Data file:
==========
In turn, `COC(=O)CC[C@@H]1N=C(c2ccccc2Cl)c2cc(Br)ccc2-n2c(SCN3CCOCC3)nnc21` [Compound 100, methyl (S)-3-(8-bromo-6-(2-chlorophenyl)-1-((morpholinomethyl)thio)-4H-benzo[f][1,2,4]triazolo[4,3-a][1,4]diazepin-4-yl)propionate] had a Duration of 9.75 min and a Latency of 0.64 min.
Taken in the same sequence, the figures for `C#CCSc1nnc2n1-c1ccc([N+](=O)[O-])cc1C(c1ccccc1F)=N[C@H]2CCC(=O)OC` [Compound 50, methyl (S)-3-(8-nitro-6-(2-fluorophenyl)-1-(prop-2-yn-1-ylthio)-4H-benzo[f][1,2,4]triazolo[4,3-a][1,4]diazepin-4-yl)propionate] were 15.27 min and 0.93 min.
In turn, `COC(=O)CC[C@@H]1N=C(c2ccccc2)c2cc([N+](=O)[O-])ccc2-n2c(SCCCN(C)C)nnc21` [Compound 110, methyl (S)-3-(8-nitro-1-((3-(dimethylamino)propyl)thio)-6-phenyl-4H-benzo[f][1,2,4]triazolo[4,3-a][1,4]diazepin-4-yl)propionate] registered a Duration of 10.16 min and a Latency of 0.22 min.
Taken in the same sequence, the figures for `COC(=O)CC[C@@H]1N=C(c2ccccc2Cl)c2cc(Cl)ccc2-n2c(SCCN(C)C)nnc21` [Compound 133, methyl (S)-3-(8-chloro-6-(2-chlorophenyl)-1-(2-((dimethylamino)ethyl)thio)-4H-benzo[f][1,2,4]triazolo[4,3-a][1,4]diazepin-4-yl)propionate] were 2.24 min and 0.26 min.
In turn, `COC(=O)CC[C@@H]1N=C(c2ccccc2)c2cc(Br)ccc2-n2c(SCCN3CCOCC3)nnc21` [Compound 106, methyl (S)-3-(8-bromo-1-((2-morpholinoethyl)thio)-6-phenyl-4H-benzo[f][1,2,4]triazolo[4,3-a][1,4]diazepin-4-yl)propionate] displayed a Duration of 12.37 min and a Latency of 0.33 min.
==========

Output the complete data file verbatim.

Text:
In turn, `COC(=O)CC[C@@H]1N=C(c2ccccc2Cl)c2cc(Br)ccc2-n2c(SCN3CCOCC3)nnc21` [Compound 100, methyl (S)-3-(8-bromo-6-(2-chlorophenyl)-1-((morpholinomethyl)thio)-4H-benzo[f][1,2,4]triazolo[4,3-a][1,4]diazepin-4-yl)propionate] had a Duration of 9.75 min and a Latency of 0.64 min.
Taken in the same sequence, the figures for `C#CCSc1nnc2n1-c1ccc([N+](=O)[O-])cc1C(c1ccccc1F)=N[C@H]2CCC(=O)OC` [Compound 50, methyl (S)-3-(8-nitro-6-(2-fluorophenyl)-1-(prop-2-yn-1-ylthio)-4H-benzo[f][1,2,4]triazolo[4,3-a][1,4]diazepin-4-yl)propionate] were 15.27 min and 0.93 min.
In turn, `COC(=O)CC[C@@H]1N=C(c2ccccc2)c2cc([N+](=O)[O-])ccc2-n2c(SCCCN(C)C)nnc21` [Compound 110, methyl (S)-3-(8-nitro-1-((3-(dimethylamino)propyl)thio)-6-phenyl-4H-benzo[f][1,2,4]triazolo[4,3-a][1,4]diazepin-4-yl)propionate] registered a Duration of 10.16 min and a Latency of 0.22 min.
Taken in the same sequence, the figures for `COC(=O)CC[C@@H]1N=C(c2ccccc2Cl)c2cc(Cl)ccc2-n2c(SCCN(C)C)nnc21` [Compound 133, methyl (S)-3-(8-chloro-6-(2-chlorophenyl)-1-(2-((dimethylamino)ethyl)thio)-4H-benzo[f][1,2,4]triazolo[4,3-a][1,4]diazepin-4-yl)propionate] were 2.24 min and 0.26 min.
In turn, `COC(=O)CC[C@@H]1N=C(c2ccccc2)c2cc(Br)ccc2-n2c(SCCN3CCOCC3)nnc21` [Compound 106, methyl (S)-3-(8-bromo-1-((2-morpholinoethyl)thio)-6-phenyl-4H-benzo[f][1,2,4]triazolo[4,3-a][1,4]diazepin-4-yl)propionate] displayed a Duration of 12.37 min and a Latency of 0.33 min.